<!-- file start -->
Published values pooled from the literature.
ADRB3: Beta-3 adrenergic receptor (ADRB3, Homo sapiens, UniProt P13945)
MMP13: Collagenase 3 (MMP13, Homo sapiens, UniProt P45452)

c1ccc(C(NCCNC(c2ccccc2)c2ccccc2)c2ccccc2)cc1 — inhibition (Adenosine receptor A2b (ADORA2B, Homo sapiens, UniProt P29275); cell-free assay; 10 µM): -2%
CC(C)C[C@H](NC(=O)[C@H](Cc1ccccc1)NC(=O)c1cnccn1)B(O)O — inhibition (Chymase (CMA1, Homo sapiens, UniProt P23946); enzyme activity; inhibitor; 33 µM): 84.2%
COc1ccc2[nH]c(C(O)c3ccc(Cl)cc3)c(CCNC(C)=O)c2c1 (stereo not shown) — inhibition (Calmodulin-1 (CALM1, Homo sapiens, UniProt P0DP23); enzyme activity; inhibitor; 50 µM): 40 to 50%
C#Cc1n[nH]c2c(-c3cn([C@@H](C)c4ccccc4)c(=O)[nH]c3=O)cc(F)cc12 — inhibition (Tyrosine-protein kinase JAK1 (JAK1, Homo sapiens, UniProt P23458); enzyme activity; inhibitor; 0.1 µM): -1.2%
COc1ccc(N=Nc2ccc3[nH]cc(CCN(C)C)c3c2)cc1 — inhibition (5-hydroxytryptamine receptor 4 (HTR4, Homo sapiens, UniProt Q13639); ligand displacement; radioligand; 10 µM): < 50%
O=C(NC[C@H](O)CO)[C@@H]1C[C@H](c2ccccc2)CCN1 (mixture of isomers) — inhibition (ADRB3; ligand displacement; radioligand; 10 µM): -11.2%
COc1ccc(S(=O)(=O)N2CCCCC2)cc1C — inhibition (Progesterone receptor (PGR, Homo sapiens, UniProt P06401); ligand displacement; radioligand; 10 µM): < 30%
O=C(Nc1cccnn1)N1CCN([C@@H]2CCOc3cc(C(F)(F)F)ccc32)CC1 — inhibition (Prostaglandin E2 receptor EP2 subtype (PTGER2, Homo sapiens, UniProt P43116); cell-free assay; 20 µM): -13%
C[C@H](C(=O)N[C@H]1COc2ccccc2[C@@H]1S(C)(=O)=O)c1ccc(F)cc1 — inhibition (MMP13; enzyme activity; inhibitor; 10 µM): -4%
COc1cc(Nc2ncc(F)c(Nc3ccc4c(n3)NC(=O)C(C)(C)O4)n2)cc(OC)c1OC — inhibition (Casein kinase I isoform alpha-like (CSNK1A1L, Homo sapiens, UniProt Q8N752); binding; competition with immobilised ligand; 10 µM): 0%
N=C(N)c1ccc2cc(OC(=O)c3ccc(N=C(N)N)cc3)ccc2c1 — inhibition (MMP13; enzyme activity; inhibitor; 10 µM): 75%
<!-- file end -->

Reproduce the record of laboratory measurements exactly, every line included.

Published values pooled from the literature.
ADRB3: Beta-3 adrenergic receptor (ADRB3, Homo sapiens, UniProt P13945)
MMP13: Collagenase 3 (MMP13, Homo sapiens, UniProt P45452)

c1ccc(C(NCCNC(c2ccccc2)c2ccccc2)c2ccccc2)cc1 — inhibition (Adenosine receptor A2b (ADORA2B, Homo sapiens, UniProt P29275); cell-free assay; 10 µM): -2%
CC(C)C[C@H](NC(=O)[C@H](Cc1ccccc1)NC(=O)c1cnccn1)B(O)O — inhibition (Chymase (CMA1, Homo sapiens, UniProt P23946); enzyme activity; inhibitor; 33 µM): 84.2%
COc1ccc2[nH]c(C(O)c3ccc(Cl)cc3)c(CCNC(C)=O)c2c1 (stereo not shown) — inhibition (Calmodulin-1 (CALM1, Homo sapiens, UniProt P0DP23); enzyme activity; inhibitor; 50 µM): 40 to 50%
C#Cc1n[nH]c2c(-c3cn([C@@H](C)c4ccccc4)c(=O)[nH]c3=O)cc(F)cc12 — inhibition (Tyrosine-protein kinase JAK1 (JAK1, Homo sapiens, UniProt P23458); enzyme activity; inhibitor; 0.1 µM): -1.2%
COc1ccc(N=Nc2ccc3[nH]cc(CCN(C)C)c3c2)cc1 — inhibition (5-hydroxytryptamine receptor 4 (HTR4, Homo sapiens, UniProt Q13639); ligand displacement; radioligand; 10 µM): < 50%
O=C(NC[C@H](O)CO)[C@@H]1C[C@H](c2ccccc2)CCN1 (mixture of isomers) — inhibition (ADRB3; ligand displacement; radioligand; 10 µM): -11.2%
COc1ccc(S(=O)(=O)N2CCCCC2)cc1C — inhibition (Progesterone receptor (PGR, Homo sapiens, UniProt P06401); ligand displacement; radioligand; 10 µM): < 30%
O=C(Nc1cccnn1)N1CCN([C@@H]2CCOc3cc(C(F)(F)F)ccc32)CC1 — inhibition (Prostaglandin E2 receptor EP2 subtype (PTGER2, Homo sapiens, UniProt P43116); cell-free assay; 20 µM): -13%
C[C@H](C(=O)N[C@H]1COc2ccccc2[C@@H]1S(C)(=O)=O)c1ccc(F)cc1 — inhibition (MMP13; enzyme activity; inhibitor; 10 µM): -4%
COc1cc(Nc2ncc(F)c(Nc3ccc4c(n3)NC(=O)C(C)(C)O4)n2)cc(OC)c1OC — inhibition (Casein kinase I isoform alpha-like (CSNK1A1L, Homo sapiens, UniProt Q8N752); binding; competition with immobilised ligand; 10 µM): 0%
N=C(N)c1ccc2cc(OC(=O)c3ccc(N=C(N)N)cc3)ccc2c1 — inhibition (MMP13; enzyme activity; inhibitor; 10 µM): 75%